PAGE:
Physiological response to cycling with variable versus constant power output
IntroductionVariable power output (VP) is one of the main characteristics of a road cycling mass-start. Executing a strategy with variable power during a time-trial also leads to a better finishing time than a strategy with constant power output (CP) when external conditions are not constant. Thus, tolerating VP during outdoor road cycling highly influences performance. Although physiological response to VP and CP has previously been investigated, there is a lack of continuous and comprehensive measurements during these two power conditions. To the author’s knowledge, no previous studies have investigated this in a cohort of elite competitive cyclists, nor at an intensity corresponding to low-intensity (LIT). Accordingly, the aim of the present study was to investigate physiological response to VP vs. CP as well as the perceived exertion of these two power conditions, and to investigate if variations in power output which span above lactate threshold (LT), differ from variations below LT.
Methods15 elite competitive cyclists (mean ± SD: age 24.9 ± 7.6 years, VO2max72.9 ± 5.1 ml/kg/min). During the season prior to this study, they participated in 34 ± 17 races. All of them participated in the national championships, whereas seven of them participated in UCI 1.2 category level or higher. They completed three test days, including one day of baseline testing and two days of main testing, consisting of four bouts of 28 min at two different intensities with VP and CP. The two intensities were termed “low” and “high”, where the average intensity was 70 % of LT and 95 % of LT, respectively. VP was performed with a ± 15 % fluctuation of the average power output every second minute. The four bouts that the subjects went through were low constant (LC), low variable (LV), high constant (HC) and high variable (HV). Oxygen consumption (VO2), respiratory exchange ratio (RER), heart rate (HR), blood lactate (LA), rating of perceived exertion (RPE), cadence (RPM) and workload (W) were measured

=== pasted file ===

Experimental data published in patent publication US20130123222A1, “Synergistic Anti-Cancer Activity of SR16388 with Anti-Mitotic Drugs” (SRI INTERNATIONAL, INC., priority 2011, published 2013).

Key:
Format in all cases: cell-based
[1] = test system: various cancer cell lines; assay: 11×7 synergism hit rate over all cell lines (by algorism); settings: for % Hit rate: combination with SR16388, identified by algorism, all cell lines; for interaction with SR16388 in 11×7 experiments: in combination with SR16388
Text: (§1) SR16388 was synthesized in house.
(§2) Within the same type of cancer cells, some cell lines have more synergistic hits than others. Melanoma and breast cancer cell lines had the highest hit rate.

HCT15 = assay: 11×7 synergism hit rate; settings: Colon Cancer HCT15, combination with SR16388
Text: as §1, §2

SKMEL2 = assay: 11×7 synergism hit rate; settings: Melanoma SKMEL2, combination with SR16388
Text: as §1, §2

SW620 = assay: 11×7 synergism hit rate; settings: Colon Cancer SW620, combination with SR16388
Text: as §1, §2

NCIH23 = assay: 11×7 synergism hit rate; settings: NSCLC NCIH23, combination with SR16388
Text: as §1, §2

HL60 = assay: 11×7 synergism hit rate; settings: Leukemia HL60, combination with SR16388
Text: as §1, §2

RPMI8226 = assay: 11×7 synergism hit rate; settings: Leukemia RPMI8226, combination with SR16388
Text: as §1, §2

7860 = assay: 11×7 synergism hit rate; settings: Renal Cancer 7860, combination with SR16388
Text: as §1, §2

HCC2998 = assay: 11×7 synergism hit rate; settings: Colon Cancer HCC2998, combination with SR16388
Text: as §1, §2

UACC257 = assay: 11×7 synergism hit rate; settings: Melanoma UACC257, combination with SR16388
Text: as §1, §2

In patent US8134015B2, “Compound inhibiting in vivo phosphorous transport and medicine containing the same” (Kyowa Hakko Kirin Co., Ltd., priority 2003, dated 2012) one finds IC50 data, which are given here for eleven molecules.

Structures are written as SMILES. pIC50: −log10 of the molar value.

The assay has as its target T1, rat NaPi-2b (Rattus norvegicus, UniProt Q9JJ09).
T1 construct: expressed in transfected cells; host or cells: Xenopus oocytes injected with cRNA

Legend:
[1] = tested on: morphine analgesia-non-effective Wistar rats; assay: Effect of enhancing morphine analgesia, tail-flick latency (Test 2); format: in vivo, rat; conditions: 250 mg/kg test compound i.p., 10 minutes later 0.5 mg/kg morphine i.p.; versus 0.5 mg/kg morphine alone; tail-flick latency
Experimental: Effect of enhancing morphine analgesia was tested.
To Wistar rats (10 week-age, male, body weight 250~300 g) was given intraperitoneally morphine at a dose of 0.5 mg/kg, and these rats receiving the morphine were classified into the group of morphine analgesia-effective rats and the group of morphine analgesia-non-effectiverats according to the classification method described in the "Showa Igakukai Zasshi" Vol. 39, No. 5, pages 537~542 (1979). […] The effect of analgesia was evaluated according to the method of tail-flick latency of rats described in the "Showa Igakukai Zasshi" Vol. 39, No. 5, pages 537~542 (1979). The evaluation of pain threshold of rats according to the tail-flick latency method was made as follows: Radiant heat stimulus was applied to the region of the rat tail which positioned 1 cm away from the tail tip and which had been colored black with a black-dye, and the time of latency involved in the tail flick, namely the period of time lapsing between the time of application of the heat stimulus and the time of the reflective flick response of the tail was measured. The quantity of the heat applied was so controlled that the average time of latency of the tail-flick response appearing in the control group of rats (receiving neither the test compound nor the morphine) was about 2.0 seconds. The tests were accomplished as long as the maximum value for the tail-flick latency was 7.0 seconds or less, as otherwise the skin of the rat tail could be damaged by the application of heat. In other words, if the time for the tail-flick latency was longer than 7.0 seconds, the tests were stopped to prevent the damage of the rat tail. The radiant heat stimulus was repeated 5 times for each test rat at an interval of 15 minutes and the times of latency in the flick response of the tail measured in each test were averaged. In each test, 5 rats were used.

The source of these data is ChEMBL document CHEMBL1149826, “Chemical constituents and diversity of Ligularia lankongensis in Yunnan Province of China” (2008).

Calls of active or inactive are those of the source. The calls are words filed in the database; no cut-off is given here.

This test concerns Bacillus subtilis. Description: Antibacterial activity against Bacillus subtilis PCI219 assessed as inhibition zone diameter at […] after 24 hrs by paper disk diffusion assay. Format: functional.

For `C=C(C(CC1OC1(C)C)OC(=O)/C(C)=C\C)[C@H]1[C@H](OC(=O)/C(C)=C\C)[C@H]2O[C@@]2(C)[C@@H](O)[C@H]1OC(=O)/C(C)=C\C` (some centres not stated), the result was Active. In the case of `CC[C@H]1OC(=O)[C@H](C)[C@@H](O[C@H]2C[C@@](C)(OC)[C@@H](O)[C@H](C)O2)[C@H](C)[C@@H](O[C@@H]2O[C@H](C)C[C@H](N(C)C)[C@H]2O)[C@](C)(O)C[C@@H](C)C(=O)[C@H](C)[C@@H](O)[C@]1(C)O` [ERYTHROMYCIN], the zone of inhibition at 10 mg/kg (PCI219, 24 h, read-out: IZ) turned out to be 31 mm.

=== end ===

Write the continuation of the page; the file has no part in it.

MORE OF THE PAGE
ResultsThere was no significant difference in average power output between LV and LC (233 ± 20 W), nor between HV and HC (290 ± 20 W). At both low and high intensity, the VP condition induced a significantly higher VO2and LA than the CP condition did. RPE was similar between power conditions at high intensity. Additionally, at the high intensity, cycling with VP led to a greater increase in LA and lesser increase in RPE compared to cycling with CP.
Discussion/conclusion The results of this study show that, despite considerable differences in the demand during the VP and CP bouts, there are minor differences in physiological response to these two power conditions in a cohort of elite competitive cyclists. Since VP may, in many cases, be a more race specific training method than CP, and the fact that varying power not was reported to be more exhausting than maintaining a constant power, a practical implication of these findings is that training with VP seems to be a viable alternative to training with CP, at least at high intensity.
How to Cite
Copyright (c) 2020 Journal of Science and Cycling
This work is licensed under a Creative Commons Attribution-NonCommercial 4.0 International License.
Authors contributing to Journal of Science and Cycling agree to publish their articles under a Creative Commons CC BY-NC-ND license, allowing third parties to copy and redistribute the material in any medium or format, and to remix, transform, and build upon the material, for any purpose, even commercially, under the condition that appropriate credit is given, that a link to the license is provided, and that you indicate if changes were made. You may do so in any reasonable manner, but not in any way that suggests the licensor endorses you or your use.
Authors retain copyright of their work, with first publication rights granted to Cycling Research Center.